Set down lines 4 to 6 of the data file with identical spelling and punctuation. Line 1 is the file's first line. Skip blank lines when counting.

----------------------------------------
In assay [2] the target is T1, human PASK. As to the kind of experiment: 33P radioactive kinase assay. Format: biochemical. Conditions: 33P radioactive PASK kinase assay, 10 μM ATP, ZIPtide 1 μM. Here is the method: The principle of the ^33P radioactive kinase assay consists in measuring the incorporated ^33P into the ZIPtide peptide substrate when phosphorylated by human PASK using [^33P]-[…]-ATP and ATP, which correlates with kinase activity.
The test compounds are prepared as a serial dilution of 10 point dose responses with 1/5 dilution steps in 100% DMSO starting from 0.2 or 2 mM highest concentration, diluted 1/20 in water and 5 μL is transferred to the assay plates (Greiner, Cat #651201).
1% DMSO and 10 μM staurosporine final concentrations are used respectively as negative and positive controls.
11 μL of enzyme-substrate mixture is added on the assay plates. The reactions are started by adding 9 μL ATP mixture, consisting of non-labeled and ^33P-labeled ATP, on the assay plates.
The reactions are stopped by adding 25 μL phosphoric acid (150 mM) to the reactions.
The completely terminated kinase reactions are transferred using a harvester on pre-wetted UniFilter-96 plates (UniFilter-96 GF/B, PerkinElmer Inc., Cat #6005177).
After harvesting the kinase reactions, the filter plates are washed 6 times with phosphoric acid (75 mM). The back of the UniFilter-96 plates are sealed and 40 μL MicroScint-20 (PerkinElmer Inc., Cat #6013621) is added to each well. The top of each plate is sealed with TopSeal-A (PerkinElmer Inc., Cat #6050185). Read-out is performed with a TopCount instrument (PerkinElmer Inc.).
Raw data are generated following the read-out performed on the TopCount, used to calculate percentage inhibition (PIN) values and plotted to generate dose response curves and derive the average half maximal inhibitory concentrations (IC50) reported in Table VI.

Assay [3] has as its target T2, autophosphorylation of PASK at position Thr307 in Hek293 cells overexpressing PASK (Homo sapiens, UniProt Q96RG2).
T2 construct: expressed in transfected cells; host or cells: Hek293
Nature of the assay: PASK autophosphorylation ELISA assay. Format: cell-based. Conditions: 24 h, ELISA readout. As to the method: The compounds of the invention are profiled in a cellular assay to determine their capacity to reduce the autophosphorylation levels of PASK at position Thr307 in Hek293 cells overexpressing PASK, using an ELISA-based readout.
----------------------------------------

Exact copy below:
11 μL of enzyme-substrate mixture is added on the assay plates. The reactions are started by adding 9 μL ATP mixture, consisting of non-labeled and ^33P-labeled ATP, on the assay plates.
The reactions are stopped by adding 25 μL phosphoric acid (150 mM) to the reactions.
The completely terminated kinase reactions are transferred using a harvester on pre-wetted UniFilter-96 plates (UniFilter-96 GF/B, PerkinElmer Inc., Cat #6005177).